Cancer Meets Its Nemesisadmin
Cancer has been affecting humanity for years, but each year we get closer to finding a cure. If we’re not evolving drugs to fighting the Cancer, we’re at least better understanding on how the disease operates. However, the newest findings have delivered a better understanding on how Cancer is developing in the body. One of the most amazing advances in the fight against leukemia and other blood cancers in many years, doctors are using gene therapy to transform patients’ blood cells into warriors seeking and destroying cancer cells. As many as six research groups have treated more than 120 patients (who have varying types of blood and bone marrow cancers), and these groups have experienced stunning results. In one study, all five adults and 19 of 22 children with acute lymphocytic leukemia (ALL) had a complete remission. All of these individuals were gravely ill patients who had no other treatment options. Many had tried multiple bone marrow transplants, and some had 10 types of chemotherapy. In one research group, one person’s tumors disappeared in just eight days.
While fewer of the patients have experienced relapse, it is nonetheless an inspirational advancement. This provides a new option to many who had run out of places to turn, and researches hope to have federal approval for the treatment as early as 2016. This also brings new hope for the future. Hope that is much needed in light of harrowing statistics. Nearly 49,000 new cases of leukemia, 70,000 cases of non-Hodgkin lymphoma, and 22,000 cases of myeloma are expected to be diagnosed in the United States in 2013. Until now, the most common methods of combating cancer involved harsh drugs or radiation. Using either of these causes major side effects. The new treatment requires that the patient’s blood be filtered in order to remove millions of T-cells, and then altering them to contain a gene that targets cancer. Next, the T-cells are returned to the patient over the course of three days. This method (unlike radiation) leaves the healthy cells relatively unharmed.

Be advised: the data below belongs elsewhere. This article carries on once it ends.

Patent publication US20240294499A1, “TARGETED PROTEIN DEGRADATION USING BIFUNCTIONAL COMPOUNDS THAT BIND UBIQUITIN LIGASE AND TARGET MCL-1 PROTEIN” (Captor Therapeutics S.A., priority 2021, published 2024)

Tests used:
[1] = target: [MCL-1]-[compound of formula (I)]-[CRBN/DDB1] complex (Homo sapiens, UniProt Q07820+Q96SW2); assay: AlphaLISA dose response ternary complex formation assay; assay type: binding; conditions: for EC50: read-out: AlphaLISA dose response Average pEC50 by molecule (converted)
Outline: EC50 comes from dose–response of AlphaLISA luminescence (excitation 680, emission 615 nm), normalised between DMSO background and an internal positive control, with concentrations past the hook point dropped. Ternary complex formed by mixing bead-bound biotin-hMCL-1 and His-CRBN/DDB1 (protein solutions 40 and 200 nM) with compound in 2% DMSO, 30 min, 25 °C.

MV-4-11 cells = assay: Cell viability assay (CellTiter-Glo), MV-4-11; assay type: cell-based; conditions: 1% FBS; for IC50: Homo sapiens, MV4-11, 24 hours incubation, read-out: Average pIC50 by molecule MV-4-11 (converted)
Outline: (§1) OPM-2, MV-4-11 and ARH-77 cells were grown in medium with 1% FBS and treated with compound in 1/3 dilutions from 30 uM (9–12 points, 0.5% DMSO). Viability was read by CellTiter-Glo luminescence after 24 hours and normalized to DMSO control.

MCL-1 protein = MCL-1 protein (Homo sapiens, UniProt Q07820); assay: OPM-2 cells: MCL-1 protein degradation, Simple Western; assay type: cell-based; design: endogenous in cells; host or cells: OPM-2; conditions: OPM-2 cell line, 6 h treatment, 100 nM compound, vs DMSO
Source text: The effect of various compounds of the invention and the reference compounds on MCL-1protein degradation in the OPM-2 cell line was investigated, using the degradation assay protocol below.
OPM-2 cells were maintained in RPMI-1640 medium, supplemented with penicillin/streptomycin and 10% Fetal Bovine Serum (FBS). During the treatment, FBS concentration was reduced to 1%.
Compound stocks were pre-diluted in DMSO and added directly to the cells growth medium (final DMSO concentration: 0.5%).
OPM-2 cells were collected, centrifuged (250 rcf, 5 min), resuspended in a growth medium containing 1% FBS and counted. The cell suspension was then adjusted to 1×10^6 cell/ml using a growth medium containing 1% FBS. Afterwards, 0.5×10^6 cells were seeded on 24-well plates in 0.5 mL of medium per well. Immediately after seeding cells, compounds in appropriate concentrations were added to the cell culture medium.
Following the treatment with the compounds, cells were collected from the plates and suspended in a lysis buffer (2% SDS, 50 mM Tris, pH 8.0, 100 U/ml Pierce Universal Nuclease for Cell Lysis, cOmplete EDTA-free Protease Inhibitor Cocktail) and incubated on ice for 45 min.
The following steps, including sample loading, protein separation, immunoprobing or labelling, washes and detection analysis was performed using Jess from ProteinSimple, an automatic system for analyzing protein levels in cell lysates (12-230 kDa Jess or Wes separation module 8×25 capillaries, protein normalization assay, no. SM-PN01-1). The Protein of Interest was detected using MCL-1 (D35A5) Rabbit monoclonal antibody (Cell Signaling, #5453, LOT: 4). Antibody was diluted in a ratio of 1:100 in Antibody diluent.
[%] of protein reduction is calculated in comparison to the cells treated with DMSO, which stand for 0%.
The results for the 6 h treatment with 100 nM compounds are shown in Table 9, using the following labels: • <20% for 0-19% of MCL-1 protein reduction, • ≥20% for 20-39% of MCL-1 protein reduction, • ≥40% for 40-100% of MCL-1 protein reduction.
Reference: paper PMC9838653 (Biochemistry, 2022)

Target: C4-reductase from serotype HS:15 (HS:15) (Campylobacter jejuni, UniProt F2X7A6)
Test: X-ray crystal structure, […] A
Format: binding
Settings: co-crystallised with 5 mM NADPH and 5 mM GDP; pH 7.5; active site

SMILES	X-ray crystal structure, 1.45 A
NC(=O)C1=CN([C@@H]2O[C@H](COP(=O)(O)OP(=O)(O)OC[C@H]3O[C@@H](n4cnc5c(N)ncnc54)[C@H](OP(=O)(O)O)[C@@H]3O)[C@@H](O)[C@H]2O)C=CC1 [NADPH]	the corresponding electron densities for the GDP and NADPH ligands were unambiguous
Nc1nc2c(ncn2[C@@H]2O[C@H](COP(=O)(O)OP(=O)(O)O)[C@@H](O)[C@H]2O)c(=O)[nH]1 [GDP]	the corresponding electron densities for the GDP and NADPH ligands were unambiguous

Unfortunately, the gene therapy must be made individually for each patient, and lab costs alone are about $25,000; however, that cost is still less than many of the other drugs that are used to treat these diseases. Additionally, it costs far less than a transplant. And there are other advancements, new research suggests that a component that is found in grape seed extract is effective in killing prostate cancer cells. The investigators say that their findings mean they are a step closer to understanding the possible effects and mechanisms of active components in GSEs that are effective against cancer cells.
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